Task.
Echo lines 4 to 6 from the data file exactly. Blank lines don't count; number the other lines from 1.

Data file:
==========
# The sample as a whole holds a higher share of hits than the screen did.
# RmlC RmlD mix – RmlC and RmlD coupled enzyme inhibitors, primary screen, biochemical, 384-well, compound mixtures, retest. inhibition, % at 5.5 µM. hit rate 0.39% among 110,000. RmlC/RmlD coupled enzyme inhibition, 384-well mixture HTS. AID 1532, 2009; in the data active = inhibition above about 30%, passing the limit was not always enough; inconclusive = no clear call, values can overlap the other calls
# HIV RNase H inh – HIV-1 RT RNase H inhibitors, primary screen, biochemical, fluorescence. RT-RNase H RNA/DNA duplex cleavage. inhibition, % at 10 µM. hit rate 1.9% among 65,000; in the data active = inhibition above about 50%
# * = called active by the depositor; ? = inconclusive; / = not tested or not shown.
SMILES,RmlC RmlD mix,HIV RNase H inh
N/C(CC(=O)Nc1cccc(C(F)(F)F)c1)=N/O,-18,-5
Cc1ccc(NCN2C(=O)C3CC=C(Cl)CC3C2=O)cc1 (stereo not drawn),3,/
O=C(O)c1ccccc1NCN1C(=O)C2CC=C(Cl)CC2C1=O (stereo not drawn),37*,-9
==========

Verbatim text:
# * = called active by the depositor; ? = inconclusive; / = not tested or not shown.
SMILES,RmlC RmlD mix,HIV RNase H inh
N/C(CC(=O)Nc1cccc(C(F)(F)F)c1)=N/O,-18,-5